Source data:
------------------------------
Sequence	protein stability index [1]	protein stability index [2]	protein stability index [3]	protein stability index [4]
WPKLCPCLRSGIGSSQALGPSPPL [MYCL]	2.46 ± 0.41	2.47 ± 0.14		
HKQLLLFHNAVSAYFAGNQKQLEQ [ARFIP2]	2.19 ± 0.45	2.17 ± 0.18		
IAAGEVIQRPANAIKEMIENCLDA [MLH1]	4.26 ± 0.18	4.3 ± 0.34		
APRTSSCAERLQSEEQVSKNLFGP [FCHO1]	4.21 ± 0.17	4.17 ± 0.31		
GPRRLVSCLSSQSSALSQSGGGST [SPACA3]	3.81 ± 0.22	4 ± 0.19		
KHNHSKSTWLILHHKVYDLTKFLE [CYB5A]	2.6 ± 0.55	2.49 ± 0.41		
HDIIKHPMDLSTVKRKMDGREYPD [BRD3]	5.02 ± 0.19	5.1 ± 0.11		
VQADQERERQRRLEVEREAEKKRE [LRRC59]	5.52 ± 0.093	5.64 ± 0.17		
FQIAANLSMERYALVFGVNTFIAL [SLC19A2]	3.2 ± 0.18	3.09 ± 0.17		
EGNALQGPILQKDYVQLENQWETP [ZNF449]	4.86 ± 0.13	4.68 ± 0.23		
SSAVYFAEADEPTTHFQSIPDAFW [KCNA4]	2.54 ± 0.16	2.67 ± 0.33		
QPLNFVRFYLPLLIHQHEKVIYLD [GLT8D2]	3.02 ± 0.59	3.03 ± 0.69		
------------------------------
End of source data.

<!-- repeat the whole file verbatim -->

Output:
Sequence	protein stability index [1]	protein stability index [2]	protein stability index [3]	protein stability index [4]
WPKLCPCLRSGIGSSQALGPSPPL [MYCL]	2.46 ± 0.41	2.47 ± 0.14		
HKQLLLFHNAVSAYFAGNQKQLEQ [ARFIP2]	2.19 ± 0.45	2.17 ± 0.18		
IAAGEVIQRPANAIKEMIENCLDA [MLH1]	4.26 ± 0.18	4.3 ± 0.34		
APRTSSCAERLQSEEQVSKNLFGP [FCHO1]	4.21 ± 0.17	4.17 ± 0.31		
GPRRLVSCLSSQSSALSQSGGGST [SPACA3]	3.81 ± 0.22	4 ± 0.19		
KHNHSKSTWLILHHKVYDLTKFLE [CYB5A]	2.6 ± 0.55	2.49 ± 0.41		
HDIIKHPMDLSTVKRKMDGREYPD [BRD3]	5.02 ± 0.19	5.1 ± 0.11		
VQADQERERQRRLEVEREAEKKRE [LRRC59]	5.52 ± 0.093	5.64 ± 0.17		
FQIAANLSMERYALVFGVNTFIAL [SLC19A2]	3.2 ± 0.18	3.09 ± 0.17		
EGNALQGPILQKDYVQLENQWETP [ZNF449]	4.86 ± 0.13	4.68 ± 0.23		
SSAVYFAEADEPTTHFQSIPDAFW [KCNA4]	2.54 ± 0.16	2.67 ± 0.33		
QPLNFVRFYLPLLIHQHEKVIYLD [GLT8D2]	3.02 ± 0.59	3.03 ± 0.69		